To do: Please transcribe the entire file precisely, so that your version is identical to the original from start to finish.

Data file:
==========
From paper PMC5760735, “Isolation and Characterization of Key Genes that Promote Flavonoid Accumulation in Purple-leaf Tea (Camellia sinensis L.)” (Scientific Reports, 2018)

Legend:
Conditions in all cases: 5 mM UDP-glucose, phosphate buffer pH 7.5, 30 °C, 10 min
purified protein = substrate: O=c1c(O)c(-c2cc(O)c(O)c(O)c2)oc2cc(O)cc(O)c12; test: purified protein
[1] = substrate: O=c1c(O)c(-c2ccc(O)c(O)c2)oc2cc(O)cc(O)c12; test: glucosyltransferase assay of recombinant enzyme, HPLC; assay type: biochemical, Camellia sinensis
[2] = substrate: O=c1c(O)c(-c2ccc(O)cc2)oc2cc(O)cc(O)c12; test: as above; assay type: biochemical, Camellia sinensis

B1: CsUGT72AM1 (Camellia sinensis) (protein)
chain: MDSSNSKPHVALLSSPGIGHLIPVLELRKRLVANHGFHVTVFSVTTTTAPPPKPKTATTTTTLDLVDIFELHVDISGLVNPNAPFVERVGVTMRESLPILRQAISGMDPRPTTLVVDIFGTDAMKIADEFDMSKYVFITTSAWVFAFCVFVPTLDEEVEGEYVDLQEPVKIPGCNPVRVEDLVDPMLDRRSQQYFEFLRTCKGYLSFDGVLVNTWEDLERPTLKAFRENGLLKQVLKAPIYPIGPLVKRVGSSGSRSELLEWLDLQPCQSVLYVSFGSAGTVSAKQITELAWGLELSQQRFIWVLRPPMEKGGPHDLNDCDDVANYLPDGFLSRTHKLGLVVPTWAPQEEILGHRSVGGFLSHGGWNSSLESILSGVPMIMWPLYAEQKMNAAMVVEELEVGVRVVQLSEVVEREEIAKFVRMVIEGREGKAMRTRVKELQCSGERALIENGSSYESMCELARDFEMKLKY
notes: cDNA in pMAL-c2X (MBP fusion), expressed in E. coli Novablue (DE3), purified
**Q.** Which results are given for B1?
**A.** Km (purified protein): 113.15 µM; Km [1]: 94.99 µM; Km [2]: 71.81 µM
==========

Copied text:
From paper PMC5760735, “Isolation and Characterization of Key Genes that Promote Flavonoid Accumulation in Purple-leaf Tea (Camellia sinensis L.)” (Scientific Reports, 2018)

Legend:
Conditions in all cases: 5 mM UDP-glucose, phosphate buffer pH 7.5, 30 °C, 10 min
purified protein = substrate: O=c1c(O)c(-c2cc(O)c(O)c(O)c2)oc2cc(O)cc(O)c12; test: purified protein
[1] = substrate: O=c1c(O)c(-c2ccc(O)c(O)c2)oc2cc(O)cc(O)c12; test: glucosyltransferase assay of recombinant enzyme, HPLC; assay type: biochemical, Camellia sinensis
[2] = substrate: O=c1c(O)c(-c2ccc(O)cc2)oc2cc(O)cc(O)c12; test: as above; assay type: biochemical, Camellia sinensis

B1: CsUGT72AM1 (Camellia sinensis) (protein)
chain: MDSSNSKPHVALLSSPGIGHLIPVLELRKRLVANHGFHVTVFSVTTTTAPPPKPKTATTTTTLDLVDIFELHVDISGLVNPNAPFVERVGVTMRESLPILRQAISGMDPRPTTLVVDIFGTDAMKIADEFDMSKYVFITTSAWVFAFCVFVPTLDEEVEGEYVDLQEPVKIPGCNPVRVEDLVDPMLDRRSQQYFEFLRTCKGYLSFDGVLVNTWEDLERPTLKAFRENGLLKQVLKAPIYPIGPLVKRVGSSGSRSELLEWLDLQPCQSVLYVSFGSAGTVSAKQITELAWGLELSQQRFIWVLRPPMEKGGPHDLNDCDDVANYLPDGFLSRTHKLGLVVPTWAPQEEILGHRSVGGFLSHGGWNSSLESILSGVPMIMWPLYAEQKMNAAMVVEELEVGVRVVQLSEVVEREEIAKFVRMVIEGREGKAMRTRVKELQCSGERALIENGSSYESMCELARDFEMKLKY
notes: cDNA in pMAL-c2X (MBP fusion), expressed in E. coli Novablue (DE3), purified
**Q.** Which results are given for B1?
**A.** Km (purified protein): 113.15 µM; Km [1]: 94.99 µM; Km [2]: 71.81 µM